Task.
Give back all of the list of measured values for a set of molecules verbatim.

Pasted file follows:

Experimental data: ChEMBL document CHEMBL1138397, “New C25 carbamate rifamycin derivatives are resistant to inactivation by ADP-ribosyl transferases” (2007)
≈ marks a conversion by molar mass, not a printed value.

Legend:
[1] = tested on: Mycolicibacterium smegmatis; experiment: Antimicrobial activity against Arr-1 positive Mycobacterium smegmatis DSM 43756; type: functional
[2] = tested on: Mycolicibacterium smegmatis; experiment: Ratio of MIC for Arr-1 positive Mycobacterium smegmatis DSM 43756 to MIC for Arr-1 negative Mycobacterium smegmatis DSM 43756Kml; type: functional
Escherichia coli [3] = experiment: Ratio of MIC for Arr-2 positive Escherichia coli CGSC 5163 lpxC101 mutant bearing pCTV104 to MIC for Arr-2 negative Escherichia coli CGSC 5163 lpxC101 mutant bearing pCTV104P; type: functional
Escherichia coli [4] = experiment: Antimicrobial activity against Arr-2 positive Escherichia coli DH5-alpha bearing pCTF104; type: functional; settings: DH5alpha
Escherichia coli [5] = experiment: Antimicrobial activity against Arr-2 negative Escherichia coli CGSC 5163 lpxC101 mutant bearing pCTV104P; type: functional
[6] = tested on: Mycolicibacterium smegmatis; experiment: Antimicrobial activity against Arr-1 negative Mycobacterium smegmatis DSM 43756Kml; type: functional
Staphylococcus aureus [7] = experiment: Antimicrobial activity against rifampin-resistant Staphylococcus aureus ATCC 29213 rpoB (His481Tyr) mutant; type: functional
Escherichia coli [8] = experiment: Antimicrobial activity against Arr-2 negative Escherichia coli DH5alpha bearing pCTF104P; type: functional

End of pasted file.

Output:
Experimental data: ChEMBL document CHEMBL1138397, “New C25 carbamate rifamycin derivatives are resistant to inactivation by ADP-ribosyl transferases” (2007)
≈ marks a conversion by molar mass, not a printed value.

Legend:
[1] = tested on: Mycolicibacterium smegmatis; experiment: Antimicrobial activity against Arr-1 positive Mycobacterium smegmatis DSM 43756; type: functional
[2] = tested on: Mycolicibacterium smegmatis; experiment: Ratio of MIC for Arr-1 positive Mycobacterium smegmatis DSM 43756 to MIC for Arr-1 negative Mycobacterium smegmatis DSM 43756Kml; type: functional
Escherichia coli [3] = experiment: Ratio of MIC for Arr-2 positive Escherichia coli CGSC 5163 lpxC101 mutant bearing pCTV104 to MIC for Arr-2 negative Escherichia coli CGSC 5163 lpxC101 mutant bearing pCTV104P; type: functional
Escherichia coli [4] = experiment: Antimicrobial activity against Arr-2 positive Escherichia coli DH5-alpha bearing pCTF104; type: functional; settings: DH5alpha
Escherichia coli [5] = experiment: Antimicrobial activity against Arr-2 negative Escherichia coli CGSC 5163 lpxC101 mutant bearing pCTV104P; type: functional
[6] = tested on: Mycolicibacterium smegmatis; experiment: Antimicrobial activity against Arr-1 negative Mycobacterium smegmatis DSM 43756Kml; type: functional
Staphylococcus aureus [7] = experiment: Antimicrobial activity against rifampin-resistant Staphylococcus aureus ATCC 29213 rpoB (His481Tyr) mutant; type: functional
Escherichia coli [8] = experiment: Antimicrobial activity against Arr-2 negative Escherichia coli DH5alpha bearing pCTF104P; type: functional